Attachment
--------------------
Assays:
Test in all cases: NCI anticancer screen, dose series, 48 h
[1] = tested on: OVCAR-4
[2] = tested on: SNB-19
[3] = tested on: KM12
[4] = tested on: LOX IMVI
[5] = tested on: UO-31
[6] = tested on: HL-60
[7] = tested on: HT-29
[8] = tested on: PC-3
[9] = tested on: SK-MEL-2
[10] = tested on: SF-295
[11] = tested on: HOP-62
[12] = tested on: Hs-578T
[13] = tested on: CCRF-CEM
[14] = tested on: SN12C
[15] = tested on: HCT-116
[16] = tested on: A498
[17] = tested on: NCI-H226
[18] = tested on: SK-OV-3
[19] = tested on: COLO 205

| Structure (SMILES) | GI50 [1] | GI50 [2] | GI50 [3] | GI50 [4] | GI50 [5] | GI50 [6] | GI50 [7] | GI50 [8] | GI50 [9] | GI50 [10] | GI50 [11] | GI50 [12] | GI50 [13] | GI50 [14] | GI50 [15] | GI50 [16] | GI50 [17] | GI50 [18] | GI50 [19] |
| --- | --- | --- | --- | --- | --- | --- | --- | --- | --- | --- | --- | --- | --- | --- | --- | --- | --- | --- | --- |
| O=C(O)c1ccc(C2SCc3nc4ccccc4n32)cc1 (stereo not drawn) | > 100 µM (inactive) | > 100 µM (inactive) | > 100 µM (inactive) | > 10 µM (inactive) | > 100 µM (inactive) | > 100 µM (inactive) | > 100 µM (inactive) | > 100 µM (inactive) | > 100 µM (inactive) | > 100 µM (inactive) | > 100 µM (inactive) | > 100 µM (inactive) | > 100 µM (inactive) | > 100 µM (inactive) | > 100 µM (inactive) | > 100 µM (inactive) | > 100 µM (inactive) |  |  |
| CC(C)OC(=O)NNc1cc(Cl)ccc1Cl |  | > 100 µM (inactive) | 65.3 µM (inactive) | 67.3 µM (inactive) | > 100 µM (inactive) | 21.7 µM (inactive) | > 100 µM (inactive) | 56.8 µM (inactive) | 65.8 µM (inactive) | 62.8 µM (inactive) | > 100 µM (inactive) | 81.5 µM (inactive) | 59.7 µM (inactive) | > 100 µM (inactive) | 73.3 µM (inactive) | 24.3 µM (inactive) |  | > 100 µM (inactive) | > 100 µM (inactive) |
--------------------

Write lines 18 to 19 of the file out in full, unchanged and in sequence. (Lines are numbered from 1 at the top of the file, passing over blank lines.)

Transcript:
[16] = tested on: A498
[17] = tested on: NCI-H226